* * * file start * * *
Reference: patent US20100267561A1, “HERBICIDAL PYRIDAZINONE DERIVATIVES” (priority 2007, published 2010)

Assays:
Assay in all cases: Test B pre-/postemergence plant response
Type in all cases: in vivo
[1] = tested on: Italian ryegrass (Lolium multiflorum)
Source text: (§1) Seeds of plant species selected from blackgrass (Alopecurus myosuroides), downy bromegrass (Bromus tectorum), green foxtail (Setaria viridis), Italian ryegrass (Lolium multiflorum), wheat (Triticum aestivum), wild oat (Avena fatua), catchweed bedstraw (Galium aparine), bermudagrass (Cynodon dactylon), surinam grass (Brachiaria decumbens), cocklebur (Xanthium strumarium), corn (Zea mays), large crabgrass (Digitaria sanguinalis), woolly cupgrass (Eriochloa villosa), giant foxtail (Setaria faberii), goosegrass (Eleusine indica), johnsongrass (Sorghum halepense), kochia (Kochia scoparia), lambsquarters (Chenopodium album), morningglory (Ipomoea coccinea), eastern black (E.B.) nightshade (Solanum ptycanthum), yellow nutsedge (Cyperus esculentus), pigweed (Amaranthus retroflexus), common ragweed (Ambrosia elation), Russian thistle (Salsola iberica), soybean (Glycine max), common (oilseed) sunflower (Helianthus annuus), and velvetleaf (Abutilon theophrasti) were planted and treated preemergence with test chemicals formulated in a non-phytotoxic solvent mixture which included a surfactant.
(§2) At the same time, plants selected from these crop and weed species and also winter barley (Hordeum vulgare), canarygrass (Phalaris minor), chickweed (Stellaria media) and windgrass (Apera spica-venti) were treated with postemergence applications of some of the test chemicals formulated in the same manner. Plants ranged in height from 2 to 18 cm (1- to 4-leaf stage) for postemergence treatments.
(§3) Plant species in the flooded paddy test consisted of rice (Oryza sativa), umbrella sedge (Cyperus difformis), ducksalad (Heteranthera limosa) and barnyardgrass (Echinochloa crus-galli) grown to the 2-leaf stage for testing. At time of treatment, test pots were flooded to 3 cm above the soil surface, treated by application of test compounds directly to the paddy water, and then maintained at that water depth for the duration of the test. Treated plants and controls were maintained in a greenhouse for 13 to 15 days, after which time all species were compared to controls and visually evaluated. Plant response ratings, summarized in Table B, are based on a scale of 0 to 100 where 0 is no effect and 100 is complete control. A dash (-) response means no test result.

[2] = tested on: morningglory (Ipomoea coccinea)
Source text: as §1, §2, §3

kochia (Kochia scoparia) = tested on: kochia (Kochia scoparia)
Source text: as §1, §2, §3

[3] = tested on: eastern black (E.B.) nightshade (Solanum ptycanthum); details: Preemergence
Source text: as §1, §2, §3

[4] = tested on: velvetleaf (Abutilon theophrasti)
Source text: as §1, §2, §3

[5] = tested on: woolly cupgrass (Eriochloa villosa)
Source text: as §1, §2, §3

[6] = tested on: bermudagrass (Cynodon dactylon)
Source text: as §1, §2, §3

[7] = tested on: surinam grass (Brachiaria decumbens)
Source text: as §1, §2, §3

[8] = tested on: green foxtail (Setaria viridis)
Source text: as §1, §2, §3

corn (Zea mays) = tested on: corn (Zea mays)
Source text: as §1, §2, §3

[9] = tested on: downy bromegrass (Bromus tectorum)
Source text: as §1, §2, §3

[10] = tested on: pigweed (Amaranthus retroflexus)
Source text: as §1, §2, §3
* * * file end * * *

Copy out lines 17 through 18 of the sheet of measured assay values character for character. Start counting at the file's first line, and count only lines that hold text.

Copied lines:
[5] = tested on: woolly cupgrass (Eriochloa villosa)
Source text: as §1, §2, §3